Anyone looking for a telegraph desk?

I just tripped across the following listing, item: 291343687447 .

The only issue is you have to pick it up at the sellers.

They are located more or less in the southwest corner of New York State.

 I don't have the room for it but it would make a nice display for a museum.

http://www.ebay.com/itm/291343687447?ru=http%3A%2F%2Fwww.ebay.com%2Fsch%2Fi.html%3F_from%3DR40%26_sacat%3D0%26_nkw%3D291343687447%26_rdc%3D1

73, Chris Hausler

 

Here's a pic found on Ebay showing a Telegraph Dept. car #23447 taken I presume in the late19 teens or 1920's.

Note these two fellas with their gaffs on their legs, their handcar with coil of wire and they helping to keep the wires strung for the period.

Evidently the "meth heads" were not yet dreamed of to rip off their coil of wire...THANK GOD!!
Carl

REM :

That's an early car .... missing the safety appliances that came in about 1905.

(Note absence of steps on other end of car, grab irons missing, and few ladders.)

Of course, being an M of W car it might be OK. Or, the photo is older than it seems.
Thanks for the great pic.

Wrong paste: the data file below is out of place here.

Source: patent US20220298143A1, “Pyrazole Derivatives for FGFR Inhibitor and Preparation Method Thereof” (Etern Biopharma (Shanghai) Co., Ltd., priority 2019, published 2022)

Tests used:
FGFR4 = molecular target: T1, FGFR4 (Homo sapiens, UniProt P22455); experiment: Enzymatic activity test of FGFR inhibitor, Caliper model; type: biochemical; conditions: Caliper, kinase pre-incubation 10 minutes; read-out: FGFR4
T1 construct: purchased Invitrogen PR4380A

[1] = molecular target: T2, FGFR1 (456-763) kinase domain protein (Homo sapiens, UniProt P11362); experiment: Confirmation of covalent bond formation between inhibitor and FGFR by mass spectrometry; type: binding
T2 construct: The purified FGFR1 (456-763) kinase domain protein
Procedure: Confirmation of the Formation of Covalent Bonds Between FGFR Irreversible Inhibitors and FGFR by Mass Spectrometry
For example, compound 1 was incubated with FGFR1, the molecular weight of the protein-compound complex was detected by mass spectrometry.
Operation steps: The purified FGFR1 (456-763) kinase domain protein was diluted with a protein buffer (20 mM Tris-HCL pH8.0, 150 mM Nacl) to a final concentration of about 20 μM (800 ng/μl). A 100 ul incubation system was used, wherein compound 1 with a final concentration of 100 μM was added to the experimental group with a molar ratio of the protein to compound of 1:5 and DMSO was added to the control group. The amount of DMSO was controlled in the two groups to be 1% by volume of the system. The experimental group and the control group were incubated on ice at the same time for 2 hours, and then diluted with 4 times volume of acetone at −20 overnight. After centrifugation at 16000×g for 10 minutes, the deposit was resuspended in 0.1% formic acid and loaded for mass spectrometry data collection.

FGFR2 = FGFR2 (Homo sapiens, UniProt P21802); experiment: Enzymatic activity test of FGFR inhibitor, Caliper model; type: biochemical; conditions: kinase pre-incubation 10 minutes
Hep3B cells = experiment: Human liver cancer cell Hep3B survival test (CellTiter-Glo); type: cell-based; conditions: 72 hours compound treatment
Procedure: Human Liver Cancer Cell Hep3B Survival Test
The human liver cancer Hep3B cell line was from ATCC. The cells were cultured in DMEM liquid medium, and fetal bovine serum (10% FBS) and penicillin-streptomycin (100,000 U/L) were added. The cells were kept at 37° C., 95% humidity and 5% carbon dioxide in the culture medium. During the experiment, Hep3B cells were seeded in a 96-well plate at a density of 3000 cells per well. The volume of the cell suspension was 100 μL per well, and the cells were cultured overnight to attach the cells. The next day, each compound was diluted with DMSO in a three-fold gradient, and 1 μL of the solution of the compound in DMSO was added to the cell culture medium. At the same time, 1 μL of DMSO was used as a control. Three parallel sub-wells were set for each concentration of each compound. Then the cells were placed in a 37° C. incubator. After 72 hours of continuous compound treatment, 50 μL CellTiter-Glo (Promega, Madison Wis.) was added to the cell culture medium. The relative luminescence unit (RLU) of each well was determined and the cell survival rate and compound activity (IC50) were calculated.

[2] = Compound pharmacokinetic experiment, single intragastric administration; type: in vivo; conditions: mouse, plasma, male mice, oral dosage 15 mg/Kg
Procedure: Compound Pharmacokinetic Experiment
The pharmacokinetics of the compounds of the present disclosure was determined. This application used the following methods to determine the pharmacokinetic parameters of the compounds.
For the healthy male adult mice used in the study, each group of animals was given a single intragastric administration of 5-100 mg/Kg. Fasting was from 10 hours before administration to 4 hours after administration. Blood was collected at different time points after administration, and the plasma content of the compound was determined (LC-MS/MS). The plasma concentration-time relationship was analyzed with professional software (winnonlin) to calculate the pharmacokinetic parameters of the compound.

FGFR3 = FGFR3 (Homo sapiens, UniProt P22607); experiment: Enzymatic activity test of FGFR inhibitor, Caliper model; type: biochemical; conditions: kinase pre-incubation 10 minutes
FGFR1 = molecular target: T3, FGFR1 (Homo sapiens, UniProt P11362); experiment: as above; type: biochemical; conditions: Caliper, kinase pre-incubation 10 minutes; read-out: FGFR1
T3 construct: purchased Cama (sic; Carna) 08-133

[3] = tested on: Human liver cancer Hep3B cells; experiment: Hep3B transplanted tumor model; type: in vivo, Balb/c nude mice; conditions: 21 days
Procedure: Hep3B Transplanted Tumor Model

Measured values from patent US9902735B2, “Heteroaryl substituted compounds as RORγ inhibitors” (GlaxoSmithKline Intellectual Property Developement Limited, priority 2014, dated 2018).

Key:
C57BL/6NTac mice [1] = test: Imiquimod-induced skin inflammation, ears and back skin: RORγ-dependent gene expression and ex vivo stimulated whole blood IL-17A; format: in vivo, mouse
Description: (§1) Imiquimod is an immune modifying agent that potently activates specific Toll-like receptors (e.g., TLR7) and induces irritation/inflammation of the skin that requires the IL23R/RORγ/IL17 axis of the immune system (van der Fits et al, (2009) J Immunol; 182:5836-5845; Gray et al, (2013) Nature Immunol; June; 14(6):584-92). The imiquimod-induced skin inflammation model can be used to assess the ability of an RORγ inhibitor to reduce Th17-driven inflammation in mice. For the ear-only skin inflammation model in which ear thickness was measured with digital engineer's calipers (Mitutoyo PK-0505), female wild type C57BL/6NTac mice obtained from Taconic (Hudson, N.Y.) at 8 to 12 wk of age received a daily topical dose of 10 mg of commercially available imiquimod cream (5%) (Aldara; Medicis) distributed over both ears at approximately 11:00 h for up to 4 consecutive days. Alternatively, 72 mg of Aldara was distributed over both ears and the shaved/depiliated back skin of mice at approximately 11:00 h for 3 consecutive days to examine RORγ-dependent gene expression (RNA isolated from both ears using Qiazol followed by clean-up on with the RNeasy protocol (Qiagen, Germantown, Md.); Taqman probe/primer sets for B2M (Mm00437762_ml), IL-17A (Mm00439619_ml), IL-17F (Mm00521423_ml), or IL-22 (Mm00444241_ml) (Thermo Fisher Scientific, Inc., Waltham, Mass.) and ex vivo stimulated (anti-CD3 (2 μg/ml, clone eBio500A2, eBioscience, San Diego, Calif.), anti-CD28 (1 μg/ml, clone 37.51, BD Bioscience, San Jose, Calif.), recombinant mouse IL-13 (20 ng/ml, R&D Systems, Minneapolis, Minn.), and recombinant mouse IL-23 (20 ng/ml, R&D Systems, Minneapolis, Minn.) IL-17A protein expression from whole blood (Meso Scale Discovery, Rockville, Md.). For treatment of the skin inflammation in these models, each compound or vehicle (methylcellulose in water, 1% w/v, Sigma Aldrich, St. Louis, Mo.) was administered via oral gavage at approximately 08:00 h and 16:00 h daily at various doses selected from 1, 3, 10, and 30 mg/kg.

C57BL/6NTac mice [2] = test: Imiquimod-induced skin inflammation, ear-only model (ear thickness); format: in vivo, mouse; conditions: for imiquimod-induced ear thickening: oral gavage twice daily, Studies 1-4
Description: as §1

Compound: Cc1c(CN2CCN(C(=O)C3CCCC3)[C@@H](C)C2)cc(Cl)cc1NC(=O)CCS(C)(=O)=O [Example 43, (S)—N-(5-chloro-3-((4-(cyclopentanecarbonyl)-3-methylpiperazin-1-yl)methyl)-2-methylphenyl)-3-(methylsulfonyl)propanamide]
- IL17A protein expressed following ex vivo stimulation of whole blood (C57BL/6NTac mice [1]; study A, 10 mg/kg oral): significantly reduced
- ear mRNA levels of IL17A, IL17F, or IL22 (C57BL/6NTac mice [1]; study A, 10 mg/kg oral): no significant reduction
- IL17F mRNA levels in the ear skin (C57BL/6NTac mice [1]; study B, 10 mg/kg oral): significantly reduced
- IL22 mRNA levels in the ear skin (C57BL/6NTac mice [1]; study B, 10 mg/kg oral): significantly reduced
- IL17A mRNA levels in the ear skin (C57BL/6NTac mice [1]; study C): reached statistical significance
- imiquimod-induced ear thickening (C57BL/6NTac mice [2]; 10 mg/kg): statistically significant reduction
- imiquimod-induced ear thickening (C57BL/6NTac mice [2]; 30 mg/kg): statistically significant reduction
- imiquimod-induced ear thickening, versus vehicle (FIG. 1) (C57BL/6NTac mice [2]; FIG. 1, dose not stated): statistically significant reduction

73, Skip Luke


REAL RADIOS GLOW IN THE DARK AND KEEP THE SHACK WARM IN WINTER!

 

No trees or animals were harmed in the sending of this message; however, a large number of electrons were terribly inconvenienced.

 

Hello TJ, Pete, David and the group,
TJ, you wrote:
> When i asked a lady to dance i would dance to the beat, Not the stiff
> George Washington look.
> When i copy code, I hear musical notes (words) Most ops i guess dont.
Well, when I copy cootie sending from K9TJL, the sending is so musical, I can't help dancing to the rhythm of the code...;-)
TJ, thanks again for converting Chip to the Cootie cult.
Pete, hope you'll have more free time ahead of you in 2015, BCNU when my antennas are OK.

I enjoy reading your (and TJ's) Navy stories.
David, alias the "Bonne Maman" jelly gourmet, guess you are right, some quince jelly in the traps up there, same stuff in my ears I think... Station and operator here have seen better days mon ami.
Thanks fellows, a very happy and healthy year 2015 to you and yours, BCNU, take care!

http://www.sideswipernet.org

73, Yann, F5LAW.

 

pa3clq@casema.nl